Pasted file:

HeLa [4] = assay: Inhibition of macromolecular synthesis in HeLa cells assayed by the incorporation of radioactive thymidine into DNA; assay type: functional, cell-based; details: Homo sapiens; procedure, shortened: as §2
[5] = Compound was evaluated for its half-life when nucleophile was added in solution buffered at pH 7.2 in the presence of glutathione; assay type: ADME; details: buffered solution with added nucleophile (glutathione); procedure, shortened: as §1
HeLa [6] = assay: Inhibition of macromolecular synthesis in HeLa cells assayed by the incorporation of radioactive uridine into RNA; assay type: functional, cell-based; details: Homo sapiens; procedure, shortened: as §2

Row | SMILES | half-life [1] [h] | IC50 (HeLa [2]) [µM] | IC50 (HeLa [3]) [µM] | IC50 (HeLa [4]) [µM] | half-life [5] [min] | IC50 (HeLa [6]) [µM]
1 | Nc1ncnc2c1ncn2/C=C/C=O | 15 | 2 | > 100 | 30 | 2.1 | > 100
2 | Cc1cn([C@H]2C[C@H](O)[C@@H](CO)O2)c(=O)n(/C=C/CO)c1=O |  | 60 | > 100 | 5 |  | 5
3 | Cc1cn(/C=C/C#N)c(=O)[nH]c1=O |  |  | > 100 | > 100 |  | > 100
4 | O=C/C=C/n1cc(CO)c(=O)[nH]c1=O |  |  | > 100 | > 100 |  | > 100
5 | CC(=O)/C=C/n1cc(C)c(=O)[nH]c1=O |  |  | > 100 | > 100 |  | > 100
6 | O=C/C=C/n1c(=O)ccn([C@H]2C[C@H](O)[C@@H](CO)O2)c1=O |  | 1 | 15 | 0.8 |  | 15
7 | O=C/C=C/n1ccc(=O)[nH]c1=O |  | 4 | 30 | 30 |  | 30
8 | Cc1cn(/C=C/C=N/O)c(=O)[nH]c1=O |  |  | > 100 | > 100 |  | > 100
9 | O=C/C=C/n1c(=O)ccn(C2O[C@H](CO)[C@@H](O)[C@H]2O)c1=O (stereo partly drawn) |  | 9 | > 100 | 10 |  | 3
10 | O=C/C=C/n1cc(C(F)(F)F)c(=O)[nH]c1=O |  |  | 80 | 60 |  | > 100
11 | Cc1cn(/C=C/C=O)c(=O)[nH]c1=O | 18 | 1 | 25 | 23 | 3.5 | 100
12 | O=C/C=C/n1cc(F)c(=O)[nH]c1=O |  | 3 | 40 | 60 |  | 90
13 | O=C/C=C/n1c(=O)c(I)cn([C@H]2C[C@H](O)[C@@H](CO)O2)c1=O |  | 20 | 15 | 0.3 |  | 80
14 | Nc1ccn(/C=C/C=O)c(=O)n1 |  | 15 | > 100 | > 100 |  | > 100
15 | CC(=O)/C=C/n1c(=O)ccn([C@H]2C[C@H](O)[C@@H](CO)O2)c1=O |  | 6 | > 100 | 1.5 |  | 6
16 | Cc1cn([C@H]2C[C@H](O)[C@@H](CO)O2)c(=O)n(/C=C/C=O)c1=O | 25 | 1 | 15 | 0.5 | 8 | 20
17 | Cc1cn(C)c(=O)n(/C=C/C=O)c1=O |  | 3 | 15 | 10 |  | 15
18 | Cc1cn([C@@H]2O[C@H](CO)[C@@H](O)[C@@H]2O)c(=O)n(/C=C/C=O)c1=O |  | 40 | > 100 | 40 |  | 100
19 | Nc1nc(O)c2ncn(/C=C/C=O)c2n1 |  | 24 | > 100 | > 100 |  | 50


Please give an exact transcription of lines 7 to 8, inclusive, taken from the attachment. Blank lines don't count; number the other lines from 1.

3 | Cc1cn(/C=C/C#N)c(=O)[nH]c1=O |  |  | > 100 | > 100 |  | > 100
4 | O=C/C=C/n1cc(CO)c(=O)[nH]c1=O |  |  | > 100 | > 100 |  | > 100